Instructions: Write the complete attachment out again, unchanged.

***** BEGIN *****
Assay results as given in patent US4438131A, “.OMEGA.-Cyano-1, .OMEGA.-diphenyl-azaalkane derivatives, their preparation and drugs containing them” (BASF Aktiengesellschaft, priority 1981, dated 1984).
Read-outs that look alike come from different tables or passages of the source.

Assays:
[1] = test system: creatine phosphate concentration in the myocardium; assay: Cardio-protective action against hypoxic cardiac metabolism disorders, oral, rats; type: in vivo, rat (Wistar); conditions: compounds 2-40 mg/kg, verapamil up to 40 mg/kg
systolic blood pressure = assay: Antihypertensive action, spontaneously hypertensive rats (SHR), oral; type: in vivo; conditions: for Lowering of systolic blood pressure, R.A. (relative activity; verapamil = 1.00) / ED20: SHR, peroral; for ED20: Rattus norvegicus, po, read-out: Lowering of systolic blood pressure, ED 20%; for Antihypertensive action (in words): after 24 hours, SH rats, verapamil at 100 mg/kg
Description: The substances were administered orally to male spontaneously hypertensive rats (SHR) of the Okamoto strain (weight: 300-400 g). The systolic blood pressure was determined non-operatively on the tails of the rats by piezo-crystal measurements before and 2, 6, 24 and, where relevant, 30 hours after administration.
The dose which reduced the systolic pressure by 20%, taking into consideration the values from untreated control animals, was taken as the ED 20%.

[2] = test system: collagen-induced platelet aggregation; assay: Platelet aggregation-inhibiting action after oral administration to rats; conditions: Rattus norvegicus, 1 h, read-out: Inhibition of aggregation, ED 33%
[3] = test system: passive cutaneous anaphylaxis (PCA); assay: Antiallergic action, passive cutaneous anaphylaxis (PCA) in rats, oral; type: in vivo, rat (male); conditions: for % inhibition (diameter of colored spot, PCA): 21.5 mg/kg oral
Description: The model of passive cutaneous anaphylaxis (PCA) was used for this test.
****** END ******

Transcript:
Assay results as given in patent US4438131A, “.OMEGA.-Cyano-1, .OMEGA.-diphenyl-azaalkane derivatives, their preparation and drugs containing them” (BASF Aktiengesellschaft, priority 1981, dated 1984).
Read-outs that look alike come from different tables or passages of the source.

Assays:
[1] = test system: creatine phosphate concentration in the myocardium; assay: Cardio-protective action against hypoxic cardiac metabolism disorders, oral, rats; type: in vivo, rat (Wistar); conditions: compounds 2-40 mg/kg, verapamil up to 40 mg/kg
systolic blood pressure = assay: Antihypertensive action, spontaneously hypertensive rats (SHR), oral; type: in vivo; conditions: for Lowering of systolic blood pressure, R.A. (relative activity; verapamil = 1.00) / ED20: SHR, peroral; for ED20: Rattus norvegicus, po, read-out: Lowering of systolic blood pressure, ED 20%; for Antihypertensive action (in words): after 24 hours, SH rats, verapamil at 100 mg/kg
Description: The substances were administered orally to male spontaneously hypertensive rats (SHR) of the Okamoto strain (weight: 300-400 g). The systolic blood pressure was determined non-operatively on the tails of the rats by piezo-crystal measurements before and 2, 6, 24 and, where relevant, 30 hours after administration.
The dose which reduced the systolic pressure by 20%, taking into consideration the values from untreated control animals, was taken as the ED 20%.

[2] = test system: collagen-induced platelet aggregation; assay: Platelet aggregation-inhibiting action after oral administration to rats; conditions: Rattus norvegicus, 1 h, read-out: Inhibition of aggregation, ED 33%
[3] = test system: passive cutaneous anaphylaxis (PCA); assay: Antiallergic action, passive cutaneous anaphylaxis (PCA) in rats, oral; type: in vivo, rat (male); conditions: for % inhibition (diameter of colored spot, PCA): 21.5 mg/kg oral
Description: The model of passive cutaneous anaphylaxis (PCA) was used for this test.